If Beale Street Could Talk (2018) – Barry Jenkins

If Beale Street Could Talk is Barry Jenkins following film after Moonlight (the Best Picture winner in 2017 at the Academy Awards). If Beale Street Could Talk is moving, visually stunning and explores innocent love and intimacy. Based on the James Baldwin novel of the same name, the love story at its core is surrounded by conflict and hatred. Set in 1970s America, high racial tensions spur the main events in the film. One of the protagonists, Alfonzo (Stephen James), is falsely accused of rape and the injustice he faces as a result is enraging and poignant.

The story is all the more heart-rending due to its basis in reality. The recently released Netflix drama When They See Us (directed by Ava DuVernay), shines light on the Central Park jogger case and the judicial racial discrimination that took place against those known as the Central Park Five. In this sense If Beale Street Could Talk is a film entrenched in race relations, that critiques the hierarchical structures in the law, that are still relevant today.

The films visuals do not suffer as a consequence of these profound, topical issues. The cinematography by James Laxton is flawless. If Beale Street Could Talk is beautifully crafted with enriching colours. The colour palette in the film is coordinated and this runs into the costume design also. The dense nature of the film is complimented by the gravitas of the imagery: every shot bares weight and feels momentous. Long shots are used throughout the film, and moments linger to allow for more tenderness and intensity. Through the use of first-person shots, the viewer can share in Clementine and Alfonzo’s intimacy, as we take on their perspectives. This creates a vulnerability to the characters who, in some scenes, are looking into our eyes. There is a focus on eyes in the film, especially with Alfonzo’s character. This is to further heighten our empathy for the characters, while also making their pain tougher to witness.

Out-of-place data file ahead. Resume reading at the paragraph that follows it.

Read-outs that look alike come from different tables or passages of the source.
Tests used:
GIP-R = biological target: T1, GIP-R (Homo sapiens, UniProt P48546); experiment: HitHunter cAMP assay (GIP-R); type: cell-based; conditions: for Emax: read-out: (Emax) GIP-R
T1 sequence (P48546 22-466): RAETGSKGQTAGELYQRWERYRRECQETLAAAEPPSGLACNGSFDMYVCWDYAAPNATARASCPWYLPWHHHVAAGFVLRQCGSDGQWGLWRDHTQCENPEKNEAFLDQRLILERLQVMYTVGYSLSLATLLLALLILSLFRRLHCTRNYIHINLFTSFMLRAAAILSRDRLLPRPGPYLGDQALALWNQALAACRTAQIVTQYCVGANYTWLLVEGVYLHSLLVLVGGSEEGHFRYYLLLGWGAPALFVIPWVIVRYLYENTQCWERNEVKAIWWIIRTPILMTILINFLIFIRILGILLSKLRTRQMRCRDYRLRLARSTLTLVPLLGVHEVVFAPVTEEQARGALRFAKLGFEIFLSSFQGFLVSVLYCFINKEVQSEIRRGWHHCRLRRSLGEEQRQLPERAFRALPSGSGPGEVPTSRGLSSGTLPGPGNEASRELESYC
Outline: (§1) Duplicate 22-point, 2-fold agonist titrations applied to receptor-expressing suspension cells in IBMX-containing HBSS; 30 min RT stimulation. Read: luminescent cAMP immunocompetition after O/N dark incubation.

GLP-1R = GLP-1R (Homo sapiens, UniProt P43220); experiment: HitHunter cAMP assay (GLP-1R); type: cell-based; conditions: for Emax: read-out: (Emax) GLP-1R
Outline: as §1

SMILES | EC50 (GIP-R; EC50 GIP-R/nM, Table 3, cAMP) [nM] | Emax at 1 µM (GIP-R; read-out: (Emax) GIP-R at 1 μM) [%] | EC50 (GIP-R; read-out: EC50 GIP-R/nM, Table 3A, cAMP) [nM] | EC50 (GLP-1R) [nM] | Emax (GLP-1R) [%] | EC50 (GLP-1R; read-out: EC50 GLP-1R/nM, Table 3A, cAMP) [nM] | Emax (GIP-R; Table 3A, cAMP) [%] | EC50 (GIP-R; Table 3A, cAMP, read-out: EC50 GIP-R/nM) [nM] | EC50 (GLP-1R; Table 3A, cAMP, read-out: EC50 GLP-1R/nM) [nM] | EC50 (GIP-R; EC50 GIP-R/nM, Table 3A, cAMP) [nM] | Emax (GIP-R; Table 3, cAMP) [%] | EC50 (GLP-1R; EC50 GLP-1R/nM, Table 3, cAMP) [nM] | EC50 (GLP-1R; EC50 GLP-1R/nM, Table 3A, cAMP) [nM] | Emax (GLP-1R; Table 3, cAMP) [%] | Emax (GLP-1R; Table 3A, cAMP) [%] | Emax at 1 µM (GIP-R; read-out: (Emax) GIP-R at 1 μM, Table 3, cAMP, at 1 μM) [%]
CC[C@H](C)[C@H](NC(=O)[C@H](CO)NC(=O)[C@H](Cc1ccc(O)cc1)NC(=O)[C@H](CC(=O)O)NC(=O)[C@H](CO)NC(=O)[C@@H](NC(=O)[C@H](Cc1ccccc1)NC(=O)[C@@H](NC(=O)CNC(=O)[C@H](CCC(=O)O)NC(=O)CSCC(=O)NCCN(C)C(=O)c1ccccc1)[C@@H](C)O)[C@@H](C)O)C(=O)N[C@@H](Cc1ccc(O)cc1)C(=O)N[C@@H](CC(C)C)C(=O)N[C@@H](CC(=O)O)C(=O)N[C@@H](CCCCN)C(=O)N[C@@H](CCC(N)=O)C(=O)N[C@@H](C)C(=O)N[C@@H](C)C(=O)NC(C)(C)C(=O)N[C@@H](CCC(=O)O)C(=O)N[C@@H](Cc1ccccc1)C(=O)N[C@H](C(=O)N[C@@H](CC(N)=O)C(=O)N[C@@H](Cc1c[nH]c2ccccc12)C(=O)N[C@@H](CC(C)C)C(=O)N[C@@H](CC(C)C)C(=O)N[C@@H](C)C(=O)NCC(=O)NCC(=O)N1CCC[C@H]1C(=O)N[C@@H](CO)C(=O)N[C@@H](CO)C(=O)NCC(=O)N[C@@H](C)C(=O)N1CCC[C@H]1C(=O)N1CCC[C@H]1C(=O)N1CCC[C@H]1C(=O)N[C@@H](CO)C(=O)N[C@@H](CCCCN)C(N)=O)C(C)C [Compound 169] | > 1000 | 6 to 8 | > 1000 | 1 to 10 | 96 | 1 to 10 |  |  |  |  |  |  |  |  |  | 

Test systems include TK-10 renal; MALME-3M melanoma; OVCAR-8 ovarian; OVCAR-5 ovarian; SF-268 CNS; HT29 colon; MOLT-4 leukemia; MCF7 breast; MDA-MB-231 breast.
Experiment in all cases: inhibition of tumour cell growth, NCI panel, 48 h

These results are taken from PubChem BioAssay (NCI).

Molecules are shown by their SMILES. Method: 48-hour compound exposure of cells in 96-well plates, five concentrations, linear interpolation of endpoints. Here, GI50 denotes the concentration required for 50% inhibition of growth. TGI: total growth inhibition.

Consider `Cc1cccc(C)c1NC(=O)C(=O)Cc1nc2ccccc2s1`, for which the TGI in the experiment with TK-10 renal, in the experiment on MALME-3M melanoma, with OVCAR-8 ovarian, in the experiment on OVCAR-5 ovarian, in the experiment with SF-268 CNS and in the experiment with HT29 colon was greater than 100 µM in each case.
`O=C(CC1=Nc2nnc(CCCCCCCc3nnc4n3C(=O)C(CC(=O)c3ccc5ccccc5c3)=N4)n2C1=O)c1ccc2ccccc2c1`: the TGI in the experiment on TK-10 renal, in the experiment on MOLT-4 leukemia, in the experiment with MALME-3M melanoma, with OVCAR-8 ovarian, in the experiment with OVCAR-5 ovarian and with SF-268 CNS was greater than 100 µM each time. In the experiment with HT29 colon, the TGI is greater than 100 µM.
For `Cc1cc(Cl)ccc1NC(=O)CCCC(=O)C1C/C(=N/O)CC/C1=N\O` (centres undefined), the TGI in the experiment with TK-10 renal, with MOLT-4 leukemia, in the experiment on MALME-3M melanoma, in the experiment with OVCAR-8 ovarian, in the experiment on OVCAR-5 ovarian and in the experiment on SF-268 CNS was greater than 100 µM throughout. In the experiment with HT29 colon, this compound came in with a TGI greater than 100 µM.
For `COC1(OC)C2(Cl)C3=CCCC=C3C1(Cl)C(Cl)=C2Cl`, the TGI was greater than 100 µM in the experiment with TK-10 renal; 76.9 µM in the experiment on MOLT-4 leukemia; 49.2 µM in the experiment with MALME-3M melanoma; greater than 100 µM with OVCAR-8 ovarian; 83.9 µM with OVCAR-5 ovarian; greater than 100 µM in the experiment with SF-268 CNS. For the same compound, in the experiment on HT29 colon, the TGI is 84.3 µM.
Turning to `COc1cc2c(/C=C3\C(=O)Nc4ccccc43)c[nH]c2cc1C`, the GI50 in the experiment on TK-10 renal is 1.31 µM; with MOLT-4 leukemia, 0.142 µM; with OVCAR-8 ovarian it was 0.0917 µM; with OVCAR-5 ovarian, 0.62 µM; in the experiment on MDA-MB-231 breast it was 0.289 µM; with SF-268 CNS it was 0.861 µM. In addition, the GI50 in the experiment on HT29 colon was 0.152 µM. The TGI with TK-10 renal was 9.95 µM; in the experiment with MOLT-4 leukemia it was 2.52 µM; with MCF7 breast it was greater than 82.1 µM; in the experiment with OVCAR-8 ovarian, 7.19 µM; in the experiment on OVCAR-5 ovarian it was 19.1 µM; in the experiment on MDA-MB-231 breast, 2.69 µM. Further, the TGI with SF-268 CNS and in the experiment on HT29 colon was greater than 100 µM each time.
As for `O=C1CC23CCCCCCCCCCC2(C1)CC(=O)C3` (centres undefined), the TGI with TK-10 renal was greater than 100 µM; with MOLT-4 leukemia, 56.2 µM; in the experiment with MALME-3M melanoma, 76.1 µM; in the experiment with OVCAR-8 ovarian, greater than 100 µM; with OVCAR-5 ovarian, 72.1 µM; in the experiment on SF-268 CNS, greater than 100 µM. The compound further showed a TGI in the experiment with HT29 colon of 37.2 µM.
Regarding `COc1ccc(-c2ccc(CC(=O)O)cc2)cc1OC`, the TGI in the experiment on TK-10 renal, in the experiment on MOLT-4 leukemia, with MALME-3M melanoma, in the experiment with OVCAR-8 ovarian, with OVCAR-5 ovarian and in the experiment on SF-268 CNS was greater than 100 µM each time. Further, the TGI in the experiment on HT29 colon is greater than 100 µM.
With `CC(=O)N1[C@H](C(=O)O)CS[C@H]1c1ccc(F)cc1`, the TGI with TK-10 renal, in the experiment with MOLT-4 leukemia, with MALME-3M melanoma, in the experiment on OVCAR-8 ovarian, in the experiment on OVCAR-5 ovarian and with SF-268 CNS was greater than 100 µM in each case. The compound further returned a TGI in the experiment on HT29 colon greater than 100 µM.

KiKi Layne and Stephen James have done an exceptional job at portraying the purity of the relationship between Clementine ‘Tish’ Rivers and Alonzo ‘Fonny’ Hunt. Their connection feels genuine and honest. The rest of the cast gave superb performances also, such as Brian Tyree Henry (playing Daniel Carty) whose harrowing recollections of prison life are framed with a hauntingly eerie tone. Regina King’s characterisation of Sharon Rivers is truly spectacular, and she definitely deserves the Academy Award she won for Best Supporting Actress. There is one scene in which she travels to Puerto Rico which is particularly distressing and moving, as her anguish feels so raw.

If Beale Street Could Talk tells an emotive story of boundless love. Bleak and crushing at times, the film manages to hold on to optimism. This is evident through the score by Nicholas Britell, which feels triumphant, melancholic and evokes the feeling of love, perfectly suited for the themes the film balances. The ways in which the film slows the narrative to focus on moments between Tish and Fonny makes their connection feel more genuine and the film more impactful.

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